ROME (Reuters) - The European Court of Human Rights on Thursday condemned Italy for failing to protect citizens from a polluting steel plant which has been blamed for hundreds of cancer-related deaths.
The Ilva factory in the southern city of Taranto was put under special administration in 2015, three years after magistrates said it had to be cleaned up or shut down.
The Strasbourg-based court ruled that the Italian state must pay 161 people who lived close to Ilva 5,000 euros ($5,648) each in damages after they brought cases in 2013 and 2015.
Ilva, Europe’s largest steel plant, has been blighted by labor unrest as well as environmental problems and was sold last year to ArcelorMittal days before it ran out of cash.
Besides the 1.8 billion euro cost of acquisition, ArcelorMittal said it would invest 1.2 billion euros to boost productivity and 1.1 billion euros to curb pollution.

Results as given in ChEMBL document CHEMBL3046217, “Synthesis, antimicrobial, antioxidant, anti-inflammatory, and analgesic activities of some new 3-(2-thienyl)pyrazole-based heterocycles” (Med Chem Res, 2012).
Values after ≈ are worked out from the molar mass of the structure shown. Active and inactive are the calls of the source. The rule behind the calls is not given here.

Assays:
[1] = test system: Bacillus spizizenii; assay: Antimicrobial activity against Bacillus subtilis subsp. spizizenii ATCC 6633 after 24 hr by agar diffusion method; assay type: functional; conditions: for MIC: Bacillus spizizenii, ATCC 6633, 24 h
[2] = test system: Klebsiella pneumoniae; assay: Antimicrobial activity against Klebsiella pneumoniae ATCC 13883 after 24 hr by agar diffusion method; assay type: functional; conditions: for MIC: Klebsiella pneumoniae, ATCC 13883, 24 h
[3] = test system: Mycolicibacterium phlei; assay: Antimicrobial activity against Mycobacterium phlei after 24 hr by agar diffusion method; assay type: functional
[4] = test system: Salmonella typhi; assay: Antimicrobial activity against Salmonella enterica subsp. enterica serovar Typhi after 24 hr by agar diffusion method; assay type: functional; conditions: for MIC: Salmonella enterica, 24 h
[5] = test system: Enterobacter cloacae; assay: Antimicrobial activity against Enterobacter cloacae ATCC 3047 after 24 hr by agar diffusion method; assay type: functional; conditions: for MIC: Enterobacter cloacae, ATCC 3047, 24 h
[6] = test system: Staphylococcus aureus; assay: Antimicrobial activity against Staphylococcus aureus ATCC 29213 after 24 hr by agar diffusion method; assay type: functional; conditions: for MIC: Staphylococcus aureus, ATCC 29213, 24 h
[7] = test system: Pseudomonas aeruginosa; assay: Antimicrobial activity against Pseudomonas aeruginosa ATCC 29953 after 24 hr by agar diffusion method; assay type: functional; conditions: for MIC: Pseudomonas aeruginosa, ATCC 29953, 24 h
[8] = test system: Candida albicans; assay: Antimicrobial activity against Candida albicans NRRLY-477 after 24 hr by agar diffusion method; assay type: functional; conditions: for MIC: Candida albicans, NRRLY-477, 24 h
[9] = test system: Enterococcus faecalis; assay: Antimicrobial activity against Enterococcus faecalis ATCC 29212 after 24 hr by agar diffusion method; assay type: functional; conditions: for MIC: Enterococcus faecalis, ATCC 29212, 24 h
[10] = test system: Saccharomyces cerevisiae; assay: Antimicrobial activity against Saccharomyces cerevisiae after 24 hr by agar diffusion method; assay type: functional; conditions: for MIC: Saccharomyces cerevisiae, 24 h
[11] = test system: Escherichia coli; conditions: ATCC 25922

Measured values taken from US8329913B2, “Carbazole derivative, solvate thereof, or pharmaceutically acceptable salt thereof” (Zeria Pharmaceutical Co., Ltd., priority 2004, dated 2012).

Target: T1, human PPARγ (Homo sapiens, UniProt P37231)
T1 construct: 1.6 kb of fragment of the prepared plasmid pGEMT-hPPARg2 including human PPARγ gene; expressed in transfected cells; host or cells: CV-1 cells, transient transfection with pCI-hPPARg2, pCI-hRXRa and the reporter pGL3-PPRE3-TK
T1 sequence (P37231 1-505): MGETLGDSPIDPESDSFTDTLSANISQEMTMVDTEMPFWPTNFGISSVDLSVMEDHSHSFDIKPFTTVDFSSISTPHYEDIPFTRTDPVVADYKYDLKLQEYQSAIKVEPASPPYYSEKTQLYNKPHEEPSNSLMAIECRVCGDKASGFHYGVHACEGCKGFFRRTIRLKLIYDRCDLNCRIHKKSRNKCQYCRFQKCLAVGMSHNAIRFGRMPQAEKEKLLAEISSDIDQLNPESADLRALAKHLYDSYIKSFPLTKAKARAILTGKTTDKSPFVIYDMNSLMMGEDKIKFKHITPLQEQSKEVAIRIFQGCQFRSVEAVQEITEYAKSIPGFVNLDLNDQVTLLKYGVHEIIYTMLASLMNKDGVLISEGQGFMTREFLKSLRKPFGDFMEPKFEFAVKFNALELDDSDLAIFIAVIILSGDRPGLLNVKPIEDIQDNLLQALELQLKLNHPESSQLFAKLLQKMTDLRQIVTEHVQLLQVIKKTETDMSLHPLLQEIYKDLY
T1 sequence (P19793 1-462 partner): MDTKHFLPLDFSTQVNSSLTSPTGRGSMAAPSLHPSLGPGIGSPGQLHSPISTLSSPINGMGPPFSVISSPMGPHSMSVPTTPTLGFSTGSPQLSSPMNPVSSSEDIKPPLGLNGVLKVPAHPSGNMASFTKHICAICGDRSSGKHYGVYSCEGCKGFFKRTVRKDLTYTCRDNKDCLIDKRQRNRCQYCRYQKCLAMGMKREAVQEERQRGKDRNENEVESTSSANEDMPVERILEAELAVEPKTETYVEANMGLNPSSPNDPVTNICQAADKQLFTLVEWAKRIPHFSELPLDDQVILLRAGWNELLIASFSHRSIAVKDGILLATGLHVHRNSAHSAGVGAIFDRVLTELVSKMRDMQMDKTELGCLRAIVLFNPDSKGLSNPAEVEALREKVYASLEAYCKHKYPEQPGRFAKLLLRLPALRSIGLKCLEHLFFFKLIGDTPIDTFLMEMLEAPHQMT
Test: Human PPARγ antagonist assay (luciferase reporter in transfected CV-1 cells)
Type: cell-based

However, the Court described the clean-up plan agreed, which is not due to be completed until 2023, as “extremely slow”.
“The persistence of a situation of environmental pollution
endangered the health of the applicants and, more generally, that of the entire population living in the areas at risk,” the Court said.
“The national authorities had failed to take all the necessary measures to provide effective protection of the applicants right to respect for their private life,” it added.
Reporting by Gavin Jones; Editing by Alexander Smith
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